Planning a funeral can be both an emotionally draining and logistically complex experience. The death of a loved one, expected or unexpected, can be enormously draining, and those first days are just the beginning of a grieving process that can take years. It’s important to take care of those around you when they’re going through this process, but it can be difficult to know how to help.
Here are some tips for how you can help your loved ones during this difficult time:
This rule applies across the board really. New parents? Feed them. Illness in the house? Feed them. It’s a tradition from many cultures to bring food for people in difficult circumstances, and one that seems to have fallen out of favour over the years. While your friend or family member grapples with the emotional and practical aspects of planning a funeral, things like cooking meals can fall off their radar. Bring healthy, nutritious food that can be reheated or frozen as needed, comfort foods, or things they can eat on the run. If you’re too far away to bring something yourself, or if they have complex dietary needs, consider a home-chef service who can organise something more specialised.
This also covers other regular household jobs which may fall by the wayside at a stressful time. Offer to walk their dog or take the kids for a few hours after school. The most important thing is to listen to what they need and be respectful of their wishes.
2.Offer Practical Help
Planning a funeral is not easy, particularly when the deceased’s loved ones are also dealing with grief. Offer to provide practical help where needed, such as helping with guest lists or coordinating transportation to the funeral. If you’re going to the funeral yourself, offer to pick them up. They’re not great with technology? Offer to scan the pictures they’ve chosen for the service. Ask what the task is they’re dreading having to do, then offer to take it on. It doesn’t have to be a big job but taking the time to help can make a world of difference in reducing stress and allowing those closest to the deceased time and space to process their emotions.
3.Provide Emotional Support
Sometimes the best thing you can do is just be there. Allow your loved one to express their emotions without fear of judgement or criticism. Listen without interruption or advice-giving; instead, focus on validating their feelings and providing empathy. Remind them that it’s okay to feel overwhelmed by what’s happening—it doesn’t make them weak if they need some time alone or if they need to cry. Let them know that whatever emotions they’re feeling in this moment are normal and that you will be there for them throughout the entire process of planning the funeral and beyond. If you’re worried for their wellbeing it can be a good idea to refer them to Lifeline or BeyondBlue, or speak to their GP about a mental health plan. The death of a loved-one can bring up complex emotions, and many people find speaking to a professional can help to sort through those feelings.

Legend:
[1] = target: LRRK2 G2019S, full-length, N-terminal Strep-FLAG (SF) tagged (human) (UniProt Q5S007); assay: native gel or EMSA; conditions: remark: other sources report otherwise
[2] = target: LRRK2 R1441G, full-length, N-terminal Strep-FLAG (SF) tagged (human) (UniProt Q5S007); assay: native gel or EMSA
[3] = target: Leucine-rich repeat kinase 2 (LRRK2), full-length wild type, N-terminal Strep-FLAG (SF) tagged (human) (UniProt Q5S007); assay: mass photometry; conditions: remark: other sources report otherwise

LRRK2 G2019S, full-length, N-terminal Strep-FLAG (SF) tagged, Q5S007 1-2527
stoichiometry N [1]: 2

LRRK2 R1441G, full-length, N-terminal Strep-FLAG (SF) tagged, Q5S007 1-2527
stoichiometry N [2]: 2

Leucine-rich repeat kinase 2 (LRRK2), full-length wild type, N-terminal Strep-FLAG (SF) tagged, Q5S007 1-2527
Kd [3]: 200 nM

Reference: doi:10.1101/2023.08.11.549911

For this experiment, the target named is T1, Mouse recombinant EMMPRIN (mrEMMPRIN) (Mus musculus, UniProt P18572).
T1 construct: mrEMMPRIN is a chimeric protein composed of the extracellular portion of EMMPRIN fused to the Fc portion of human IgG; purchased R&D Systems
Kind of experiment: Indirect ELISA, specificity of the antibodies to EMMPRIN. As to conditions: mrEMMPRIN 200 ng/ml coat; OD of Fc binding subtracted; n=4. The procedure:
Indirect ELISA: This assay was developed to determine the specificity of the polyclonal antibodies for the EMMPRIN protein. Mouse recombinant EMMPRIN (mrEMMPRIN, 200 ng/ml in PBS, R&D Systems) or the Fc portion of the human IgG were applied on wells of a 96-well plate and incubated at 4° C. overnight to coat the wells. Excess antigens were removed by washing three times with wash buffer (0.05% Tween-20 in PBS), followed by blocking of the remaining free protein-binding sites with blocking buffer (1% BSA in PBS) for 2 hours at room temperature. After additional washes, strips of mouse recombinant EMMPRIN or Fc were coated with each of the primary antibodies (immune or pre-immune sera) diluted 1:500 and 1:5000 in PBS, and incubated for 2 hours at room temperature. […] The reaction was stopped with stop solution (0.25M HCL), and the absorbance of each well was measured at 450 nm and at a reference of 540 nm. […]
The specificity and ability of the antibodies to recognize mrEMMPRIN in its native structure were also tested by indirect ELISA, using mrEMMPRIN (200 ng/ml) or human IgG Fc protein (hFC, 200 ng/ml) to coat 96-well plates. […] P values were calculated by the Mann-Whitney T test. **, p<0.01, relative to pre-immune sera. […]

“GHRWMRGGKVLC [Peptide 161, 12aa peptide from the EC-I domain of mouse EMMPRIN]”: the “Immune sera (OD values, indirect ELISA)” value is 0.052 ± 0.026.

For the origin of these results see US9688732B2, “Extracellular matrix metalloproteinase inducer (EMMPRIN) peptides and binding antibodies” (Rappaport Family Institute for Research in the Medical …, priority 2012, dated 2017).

Compliments may seem trivial when faced with such a serious situation, but hearing kind words can help lift spirits at a time when everyone is feeling heavyhearted due to loss. Tell your loved one how strong they are being or how well they handled a particular task related to the funeral arrangements—even something as small as writing thank-you notes or sending flowers—can have an impact on raising morale among friends and family members at this difficult time.
5.Park Your Assumptions
Not everyone grieves the same. The image we have in our mind about how our loved-one will grieve, or how we have grieved ourselves, may not apply. By sticking to that image, you may inadvertently make life harder, not easier, for a person already very close to the end of their rope. Ask them what they need, take your cues from their behaviour, and make sure you respect their wishes at this difficult time.
6. Follow Up After the Funeral
What many people don’t understand is, a funeral is not the end of the process. Depending on the situation there may be a house to be cleaned out and sold, closing down services and utilities, will administration, childcare responsibilities to rearrange, pets to care for, and more. All this can take its toll on the people organising. Grief also changes as time goes on, and many people won’t begin to feel the full emotional force until after the funeral is over. Make time for your loved-ones to check in, and don’t be surprised if their emotional reality changes rapidly, and in unexpected directions. The most important thing is to be respectful of their reality and to make sure any help offered lines up with what they need.
Whether it’s providing emotional support, lending a helping hand with practical tasks, or simply giving compliments, we should strive to show our love by being there for each other during this difficult time in any way we possibly can. Our presence alone may be enough for our loved ones in their time of need; let’s remember that togetherness is powerful and comforting during times like these.
To learn more about what others have found helpful in dealing with death in their lives, check out the latest episodes of our podcast, Death Defined